Heart disease is the general term used to describe any medical condition of the heart, blood vessels, and arteries. The type of heart disease that affects most Americans is coronary artery disease, or a blockage of plaques in the cardiovascular system which often leads to heart attacks. The most common health advice given to reduce the risk of heart disease is cholesterol reduction with statin medication, diet modification, exercise, and stress management. While these are all excellent suggestions, a secondary way to determine individual risk of heart disease and further treatment advice, is to test genetic predisposition to heart disease.

Our body composition is built upon a series of DNA codes that specifies how to make our individual structure. This is true from the color of our hair and eyes, height, weight, to risk of certain diseases. Of course, not all diseases express themselves (despite genetic composition) and other diseases are present even with a lack of genetic encoding for that disease. The risk and presence of heart disease has a large genetic component; however, not all genetic ‘at risk’ individuals have equal levels of genetic risk. Despite this, most at- risk individuals have very similar prevention and treatment programs. Genetic testing for risk of heart disease can provide data for an individualized risk assessment, analysis and treatment program.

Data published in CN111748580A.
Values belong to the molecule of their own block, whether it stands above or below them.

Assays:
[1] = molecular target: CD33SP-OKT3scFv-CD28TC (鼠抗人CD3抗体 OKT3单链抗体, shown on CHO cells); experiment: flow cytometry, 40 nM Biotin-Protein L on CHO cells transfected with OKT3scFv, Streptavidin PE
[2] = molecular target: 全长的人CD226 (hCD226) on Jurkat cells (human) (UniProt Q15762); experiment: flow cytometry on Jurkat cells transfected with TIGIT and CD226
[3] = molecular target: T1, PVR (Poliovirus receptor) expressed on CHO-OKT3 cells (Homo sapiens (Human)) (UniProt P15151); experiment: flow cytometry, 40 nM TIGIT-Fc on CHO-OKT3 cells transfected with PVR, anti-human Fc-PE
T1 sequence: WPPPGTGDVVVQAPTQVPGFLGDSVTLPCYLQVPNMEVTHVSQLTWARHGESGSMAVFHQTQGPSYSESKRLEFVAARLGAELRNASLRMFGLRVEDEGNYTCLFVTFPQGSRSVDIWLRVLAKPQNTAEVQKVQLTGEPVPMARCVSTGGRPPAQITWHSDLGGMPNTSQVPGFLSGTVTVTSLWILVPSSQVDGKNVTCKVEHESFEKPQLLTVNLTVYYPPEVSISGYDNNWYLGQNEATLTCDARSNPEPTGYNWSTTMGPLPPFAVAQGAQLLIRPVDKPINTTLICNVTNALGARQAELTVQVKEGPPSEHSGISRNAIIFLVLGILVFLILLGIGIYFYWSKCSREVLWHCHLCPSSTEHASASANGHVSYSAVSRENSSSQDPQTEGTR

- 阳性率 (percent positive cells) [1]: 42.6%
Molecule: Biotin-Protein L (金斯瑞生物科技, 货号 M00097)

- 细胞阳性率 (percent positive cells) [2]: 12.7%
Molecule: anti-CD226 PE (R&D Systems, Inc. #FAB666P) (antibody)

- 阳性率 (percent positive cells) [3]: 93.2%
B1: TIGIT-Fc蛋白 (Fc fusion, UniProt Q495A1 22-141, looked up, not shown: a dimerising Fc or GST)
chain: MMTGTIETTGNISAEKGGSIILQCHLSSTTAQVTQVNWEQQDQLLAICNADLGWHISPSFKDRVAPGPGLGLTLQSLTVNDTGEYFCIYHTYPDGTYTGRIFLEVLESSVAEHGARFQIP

A common genetic test for heart disease risk uses 8 individual genetic markers to determine predisposition to several components of heart disease including: stroke, heart attack, increased cholesterol, coronary artery disease, thrombosis caused by Plavix treatment, drug metabolism rate, effect of statins and aspirin on lowering risk of heart disease, and increased risk of negative side effects caused by statin drug therapy. One of the most interesting parts of the test results is risk rates in percentages (25%, 50%, 75%, etc.). This means two separate individuals may have the same family history of heart disease but their individual genetic make-up puts one person at a 25% increased risk of heart disease and the other at a 75% increased risk. The test may also determine if the first individual with a lower risk may benefit from statin drug therapy, but the higher risk individual may have no benefit from the same therapy. Genetic testing for heart disease is a precise means to navigate individual therapies.

These genetic tests are easily performed and are cost effective. The test is a simple swab of the inner cheek that is then sent to a specialized lab for analysis. The cost of the test is often covered by insurance, including Medicare, and is approximately $80. For the simplicity and cost of the test, the outcome and potential to change treatments and stress factors surrounding heart disease, is more than recovered. With results, natural treatment options, more precise dietary recommendations, and alterations in drug therapy can be implemented for a more positive and personalized treatment approach to heart disease.

Dr. Shannon Sinsheimer is a licensed naturopathic doctor at Optimal Health Center in Palm Desert and can be reached at (760) 568-2598. 

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